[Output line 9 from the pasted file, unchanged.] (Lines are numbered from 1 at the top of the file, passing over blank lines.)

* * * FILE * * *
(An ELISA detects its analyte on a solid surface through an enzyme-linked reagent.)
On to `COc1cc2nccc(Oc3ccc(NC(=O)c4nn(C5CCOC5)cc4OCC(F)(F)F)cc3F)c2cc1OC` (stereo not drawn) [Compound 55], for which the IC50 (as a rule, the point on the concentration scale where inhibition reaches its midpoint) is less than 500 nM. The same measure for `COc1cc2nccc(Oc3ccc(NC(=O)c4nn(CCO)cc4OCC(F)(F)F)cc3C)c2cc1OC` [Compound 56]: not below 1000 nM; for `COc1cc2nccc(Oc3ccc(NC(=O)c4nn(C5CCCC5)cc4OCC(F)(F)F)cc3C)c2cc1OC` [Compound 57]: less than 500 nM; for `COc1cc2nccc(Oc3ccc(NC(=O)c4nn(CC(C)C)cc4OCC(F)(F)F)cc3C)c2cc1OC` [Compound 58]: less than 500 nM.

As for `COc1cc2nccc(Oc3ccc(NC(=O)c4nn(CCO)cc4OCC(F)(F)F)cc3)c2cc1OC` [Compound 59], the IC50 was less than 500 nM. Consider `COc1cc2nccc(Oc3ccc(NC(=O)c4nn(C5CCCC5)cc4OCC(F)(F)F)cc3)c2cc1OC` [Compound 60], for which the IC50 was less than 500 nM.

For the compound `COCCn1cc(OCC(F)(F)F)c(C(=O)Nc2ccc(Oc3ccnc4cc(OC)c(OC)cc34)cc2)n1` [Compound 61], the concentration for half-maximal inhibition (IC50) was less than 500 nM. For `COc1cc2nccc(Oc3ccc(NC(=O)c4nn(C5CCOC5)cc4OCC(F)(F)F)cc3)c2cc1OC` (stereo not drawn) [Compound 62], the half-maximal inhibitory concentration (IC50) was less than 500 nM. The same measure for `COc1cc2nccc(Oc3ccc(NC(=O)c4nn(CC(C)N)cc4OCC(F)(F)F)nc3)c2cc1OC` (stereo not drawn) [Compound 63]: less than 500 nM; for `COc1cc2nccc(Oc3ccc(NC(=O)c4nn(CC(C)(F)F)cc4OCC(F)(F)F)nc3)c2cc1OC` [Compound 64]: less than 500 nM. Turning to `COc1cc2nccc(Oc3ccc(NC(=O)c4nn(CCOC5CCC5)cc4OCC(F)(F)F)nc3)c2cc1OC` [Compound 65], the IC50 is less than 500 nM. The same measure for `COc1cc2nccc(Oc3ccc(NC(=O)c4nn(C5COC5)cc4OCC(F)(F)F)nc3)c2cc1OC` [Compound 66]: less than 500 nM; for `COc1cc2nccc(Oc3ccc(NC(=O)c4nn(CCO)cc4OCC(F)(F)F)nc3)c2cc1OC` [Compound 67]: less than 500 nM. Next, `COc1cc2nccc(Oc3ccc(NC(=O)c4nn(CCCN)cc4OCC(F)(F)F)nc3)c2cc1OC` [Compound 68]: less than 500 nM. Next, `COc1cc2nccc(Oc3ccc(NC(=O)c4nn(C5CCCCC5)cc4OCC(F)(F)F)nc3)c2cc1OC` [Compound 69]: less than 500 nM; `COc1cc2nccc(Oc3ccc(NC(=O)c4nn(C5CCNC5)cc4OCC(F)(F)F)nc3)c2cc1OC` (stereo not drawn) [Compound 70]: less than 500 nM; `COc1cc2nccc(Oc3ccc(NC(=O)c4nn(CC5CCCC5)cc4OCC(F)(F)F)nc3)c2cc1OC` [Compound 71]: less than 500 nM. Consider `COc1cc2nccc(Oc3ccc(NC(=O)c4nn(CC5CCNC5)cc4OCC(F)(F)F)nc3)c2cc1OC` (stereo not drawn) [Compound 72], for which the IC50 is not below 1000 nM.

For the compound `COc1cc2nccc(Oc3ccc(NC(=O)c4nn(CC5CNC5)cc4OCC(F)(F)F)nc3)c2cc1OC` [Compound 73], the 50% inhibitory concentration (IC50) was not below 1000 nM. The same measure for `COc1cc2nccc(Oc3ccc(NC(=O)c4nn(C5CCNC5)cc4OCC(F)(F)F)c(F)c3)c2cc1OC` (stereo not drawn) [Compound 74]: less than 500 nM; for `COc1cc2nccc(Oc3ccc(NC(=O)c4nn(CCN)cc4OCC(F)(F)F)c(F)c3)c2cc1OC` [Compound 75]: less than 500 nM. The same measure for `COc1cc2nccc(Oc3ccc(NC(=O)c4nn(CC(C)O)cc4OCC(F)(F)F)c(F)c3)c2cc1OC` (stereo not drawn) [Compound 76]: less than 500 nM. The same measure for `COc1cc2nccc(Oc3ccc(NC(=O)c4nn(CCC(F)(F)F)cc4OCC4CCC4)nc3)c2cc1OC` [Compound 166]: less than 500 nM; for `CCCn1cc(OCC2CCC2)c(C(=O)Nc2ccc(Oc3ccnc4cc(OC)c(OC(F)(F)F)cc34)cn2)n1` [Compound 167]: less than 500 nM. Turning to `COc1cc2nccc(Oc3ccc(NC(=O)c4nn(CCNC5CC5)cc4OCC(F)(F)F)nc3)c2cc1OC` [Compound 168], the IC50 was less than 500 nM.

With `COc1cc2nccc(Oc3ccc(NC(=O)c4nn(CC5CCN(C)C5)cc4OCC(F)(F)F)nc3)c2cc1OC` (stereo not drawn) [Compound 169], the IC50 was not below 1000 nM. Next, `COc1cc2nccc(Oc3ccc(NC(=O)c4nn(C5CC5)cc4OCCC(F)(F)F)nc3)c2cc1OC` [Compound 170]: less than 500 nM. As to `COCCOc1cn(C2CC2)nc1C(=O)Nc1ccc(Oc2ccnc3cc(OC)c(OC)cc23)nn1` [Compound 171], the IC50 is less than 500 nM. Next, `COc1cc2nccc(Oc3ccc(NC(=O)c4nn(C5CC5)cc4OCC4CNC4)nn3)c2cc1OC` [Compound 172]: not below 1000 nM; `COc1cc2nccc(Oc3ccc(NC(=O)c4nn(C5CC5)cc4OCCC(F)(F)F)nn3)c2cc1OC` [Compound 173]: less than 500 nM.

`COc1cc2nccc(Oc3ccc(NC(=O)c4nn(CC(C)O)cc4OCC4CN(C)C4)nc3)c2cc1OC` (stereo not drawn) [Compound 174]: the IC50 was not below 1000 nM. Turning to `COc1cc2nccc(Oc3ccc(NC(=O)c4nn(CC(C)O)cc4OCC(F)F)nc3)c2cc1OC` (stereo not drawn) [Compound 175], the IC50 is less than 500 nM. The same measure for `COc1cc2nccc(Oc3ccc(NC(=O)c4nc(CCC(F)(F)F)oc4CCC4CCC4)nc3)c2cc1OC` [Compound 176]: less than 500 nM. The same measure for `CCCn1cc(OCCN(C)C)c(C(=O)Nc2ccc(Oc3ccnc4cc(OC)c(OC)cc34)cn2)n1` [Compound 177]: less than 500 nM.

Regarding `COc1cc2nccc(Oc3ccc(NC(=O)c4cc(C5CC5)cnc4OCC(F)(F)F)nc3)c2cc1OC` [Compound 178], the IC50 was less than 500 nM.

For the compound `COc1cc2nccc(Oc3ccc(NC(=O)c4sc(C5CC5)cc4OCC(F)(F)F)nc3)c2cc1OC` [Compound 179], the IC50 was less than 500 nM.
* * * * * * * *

For the compound `COc1cc2nccc(Oc3ccc(NC(=O)c4sc(C5CC5)cc4OCC(F)(F)F)nc3)c2cc1OC` [Compound 179], the IC50 was less than 500 nM.